The trucks and the environment


The trucks and the environment

Trucks are contributing towards the sustainable transport of goods.
Through an infographic, discover the continuous progress made by the truck industry to reduce the environmental impact of vehicles.

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Essential to modern economies and development, trucks account for 75% of the goods transported overland in Europe every year, or the equivalent of 100 kg per person per day. Flexible, fast and efficient, the truck nevertheless has an environmental impact which manufacturers and operators are continuously working to reduce.


    Truck manufacture is primarily an assembly process that has very few adverse effects. Production sites with ISO 14001 certification, usually have an environmental management system in place, where waste is managed and recycled. The truck is made from a significant amount of recycled materials.


    Almost the entire environmental impact of the truck results from its operation, generating pollutant gases and carbon dioxide (CO2).

    Atmospheric pollution: some spectacular reductions
    In Europe, the battle against air pollution caused by trucks has been fought effectively by the manufacturers for 25 years as Euro emissions standards have developed.

    Euro standards for heavy-duty vehicles

    Standard Vehicle entry
    into service
    Euro 0 1st October 1990
    Euro 1
    1st October 1993
    Euro 2
    1st October 1996
    Euro 3
    1st October 2001
    Euro 4
    1st October 2006
    Euro 5
    1st October 2009
    Euro 6
    1st January 2014

    Between 1990 and 2014, trucks have reduced their emissions spectacularly:
    -98% for nitrogen oxides (NOx),
    -95% for unburnt hydrocarbons (HC),
    -89% for carbon monoxide (CO)
    -97% for particulate matters (PM)

    In 2014, Euro 6 came into force, imposing a five-fold reduction in nitrogen oxides and six-fold reduction in particulates compared to the Euro 5 standard.

    Greenhouse gases: continued reduction in fuel consumption
    Although air pollution remains an issue, the biggest challenge for the truck is to reduce its emissions of greenhouse gases, in this case, carbon dioxide. CO2 emissions are directly related to the fuel consumption of Diesel engines. In France, when a truck burns one litre of diesel, it emits 3.07 kg of CO2. (1)

    Through continuous improvement of truck productivity, manufacturers have made it even more frugal. Since 1960, the average fuel consumption of a road transport rig (tractor and semi-trailer) has been halved, whereas power output has almost tripled.

    These gains have been made despite the technical complexity introduced by the emissions standards. Euro 6 truck trucks consume no more fuel, in some cases up to 5% less according to the manufacturers, compared to previous generations.

    Vehicle unit fuel consumption has reduced and despite an increase in the distances covered, CO2 emissions for road transport remain constant throughout Europe.

    Fuel and CO2: additional savings are possible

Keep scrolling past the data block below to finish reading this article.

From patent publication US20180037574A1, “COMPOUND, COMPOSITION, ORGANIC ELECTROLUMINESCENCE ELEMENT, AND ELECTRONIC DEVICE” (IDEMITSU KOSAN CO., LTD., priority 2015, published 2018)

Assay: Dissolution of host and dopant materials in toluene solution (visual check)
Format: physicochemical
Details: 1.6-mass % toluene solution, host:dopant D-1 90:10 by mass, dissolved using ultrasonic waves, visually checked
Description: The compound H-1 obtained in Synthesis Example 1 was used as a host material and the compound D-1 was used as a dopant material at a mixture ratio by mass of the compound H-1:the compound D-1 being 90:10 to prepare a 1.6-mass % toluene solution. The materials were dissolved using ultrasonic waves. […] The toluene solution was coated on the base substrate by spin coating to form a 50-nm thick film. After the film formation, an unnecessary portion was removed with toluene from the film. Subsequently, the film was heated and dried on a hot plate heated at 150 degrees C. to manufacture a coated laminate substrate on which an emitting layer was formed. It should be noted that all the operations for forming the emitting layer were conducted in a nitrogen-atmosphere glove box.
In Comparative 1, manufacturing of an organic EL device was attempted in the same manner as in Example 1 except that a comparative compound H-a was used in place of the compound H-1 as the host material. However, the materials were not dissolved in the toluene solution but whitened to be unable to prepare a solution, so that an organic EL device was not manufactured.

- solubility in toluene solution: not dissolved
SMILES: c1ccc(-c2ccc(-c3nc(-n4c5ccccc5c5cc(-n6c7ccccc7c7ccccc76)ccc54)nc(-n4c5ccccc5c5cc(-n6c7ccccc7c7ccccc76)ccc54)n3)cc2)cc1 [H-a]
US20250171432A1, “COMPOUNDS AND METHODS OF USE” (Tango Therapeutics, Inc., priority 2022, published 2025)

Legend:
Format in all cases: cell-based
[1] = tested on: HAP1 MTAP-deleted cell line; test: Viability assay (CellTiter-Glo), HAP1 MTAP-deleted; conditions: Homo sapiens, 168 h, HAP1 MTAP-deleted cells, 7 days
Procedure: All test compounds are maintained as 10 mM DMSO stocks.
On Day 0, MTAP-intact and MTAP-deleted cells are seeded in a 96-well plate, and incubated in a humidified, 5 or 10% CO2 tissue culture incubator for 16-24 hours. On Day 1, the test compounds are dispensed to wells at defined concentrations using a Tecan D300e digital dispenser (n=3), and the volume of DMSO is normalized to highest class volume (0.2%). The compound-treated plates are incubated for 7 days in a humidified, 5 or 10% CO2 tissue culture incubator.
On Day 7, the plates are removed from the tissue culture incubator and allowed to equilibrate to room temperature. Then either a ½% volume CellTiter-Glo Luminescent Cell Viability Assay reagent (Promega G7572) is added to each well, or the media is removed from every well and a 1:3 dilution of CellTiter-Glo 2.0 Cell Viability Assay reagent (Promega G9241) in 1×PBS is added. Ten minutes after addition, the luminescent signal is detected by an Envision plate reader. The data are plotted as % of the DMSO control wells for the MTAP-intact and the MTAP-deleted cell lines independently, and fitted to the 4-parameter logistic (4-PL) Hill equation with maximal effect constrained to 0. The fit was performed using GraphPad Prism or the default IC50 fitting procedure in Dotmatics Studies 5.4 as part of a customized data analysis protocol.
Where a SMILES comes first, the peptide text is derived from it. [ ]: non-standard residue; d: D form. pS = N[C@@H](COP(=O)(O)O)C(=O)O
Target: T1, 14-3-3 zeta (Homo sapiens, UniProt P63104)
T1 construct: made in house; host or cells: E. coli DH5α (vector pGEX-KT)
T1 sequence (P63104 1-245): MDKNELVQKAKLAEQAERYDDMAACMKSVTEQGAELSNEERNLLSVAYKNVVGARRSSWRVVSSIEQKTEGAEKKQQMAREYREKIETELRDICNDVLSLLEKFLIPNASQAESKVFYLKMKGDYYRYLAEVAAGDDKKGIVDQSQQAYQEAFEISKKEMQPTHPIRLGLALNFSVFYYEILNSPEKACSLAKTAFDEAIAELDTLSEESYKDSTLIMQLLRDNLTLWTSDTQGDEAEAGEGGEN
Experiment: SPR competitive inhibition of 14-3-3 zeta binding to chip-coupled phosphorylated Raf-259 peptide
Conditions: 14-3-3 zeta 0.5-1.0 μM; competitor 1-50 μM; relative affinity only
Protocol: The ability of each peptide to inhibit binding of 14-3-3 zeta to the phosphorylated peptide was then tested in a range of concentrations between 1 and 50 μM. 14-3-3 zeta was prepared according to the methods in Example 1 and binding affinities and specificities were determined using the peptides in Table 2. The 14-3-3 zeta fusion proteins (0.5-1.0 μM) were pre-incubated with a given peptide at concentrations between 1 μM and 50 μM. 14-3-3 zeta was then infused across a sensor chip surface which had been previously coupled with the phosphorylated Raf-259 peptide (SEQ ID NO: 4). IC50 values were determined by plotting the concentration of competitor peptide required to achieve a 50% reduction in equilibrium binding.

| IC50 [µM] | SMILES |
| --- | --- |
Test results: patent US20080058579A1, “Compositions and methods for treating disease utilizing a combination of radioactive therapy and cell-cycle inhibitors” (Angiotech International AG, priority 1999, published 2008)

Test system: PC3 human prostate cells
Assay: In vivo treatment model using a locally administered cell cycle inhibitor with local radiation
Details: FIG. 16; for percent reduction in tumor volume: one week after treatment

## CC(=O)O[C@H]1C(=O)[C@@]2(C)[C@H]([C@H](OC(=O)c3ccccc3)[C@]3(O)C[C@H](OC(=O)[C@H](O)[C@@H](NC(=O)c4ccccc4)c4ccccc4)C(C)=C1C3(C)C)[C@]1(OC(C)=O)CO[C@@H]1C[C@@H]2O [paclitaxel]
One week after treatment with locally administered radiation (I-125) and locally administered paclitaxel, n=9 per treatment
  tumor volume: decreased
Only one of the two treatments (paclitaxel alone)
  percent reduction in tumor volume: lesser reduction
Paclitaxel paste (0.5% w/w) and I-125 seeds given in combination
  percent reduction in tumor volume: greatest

To help hauliers further reduce their fuel consumption and CO2 emissions, some measures can be taken at the operational stage: optimum configuration of vehicle equipment (optimised drive trains, aerodynamically designed accessories and "intelligent" functions); eco-drive training for drivers; long-term measurement and analysis of truck fuel consumption figures using suitable software; improvement in performance throughout the life cycle (adjustments and checks, rebuilding and upgrade, genuine parts, accessories, eco-lubricants, etc.). Together, these measures can reduce fuel consumption by up to 15% (2).

    Alternative solutions to diesel in the battle against urban pollution
    The battle against urban transport pollution calls for a range of solutions. Engines running on natural gas, electricity (100% or
    Diesel-electric hybrids) or bio-diesel mixed with diesel or replacing it completely, enable transport with zero or significantly reduced CO2 emissions and pollutants.

    Significant noise reduction
    Today, 32 trucks together are required to obtain the volume of noise produced by just one vehicle from 1970. The progress achieved on the Diesel engine and all mechanical components, the exhaust system and contact between the tyres and the road, have all contributed to this result. A truck running on natural gas is 2 dB quieter than its Diesel equivalent, whereas a 100% electric truck is practically silent (-63 dB).


    A road tractor weighs 7 tonnes on average. Mostly made from metals, it has a very high recycling rate, in the order of 95% (3).


    Truck manufacturers have the technologies to reduce truck fuel consumption figures by just over 1% a year between now and 2025. These gains can be achieved by optimising the drive trains but also by further reducing the drag coefficient of road transport rigs.

    Although Diesel engines will continue to dominate over long distances, the progress made in electrical transport, natural gas and bio-fuel.



(1) This emission factor takes into account emissions during the operating phase and emissions during the upstream phase (emissions relating to oil extraction, oil refining and distribution of fuel). Source: Decree of 10 April 2012 for the application of articles 5, 6 and 8 of Decree No. 2011-1336 dated 24 October 2011 relating to information on the quantity of carbon dioxide emitted by a transport system


(3) Life cycle analysis of a Renault Trucks T 460 4x2 tractor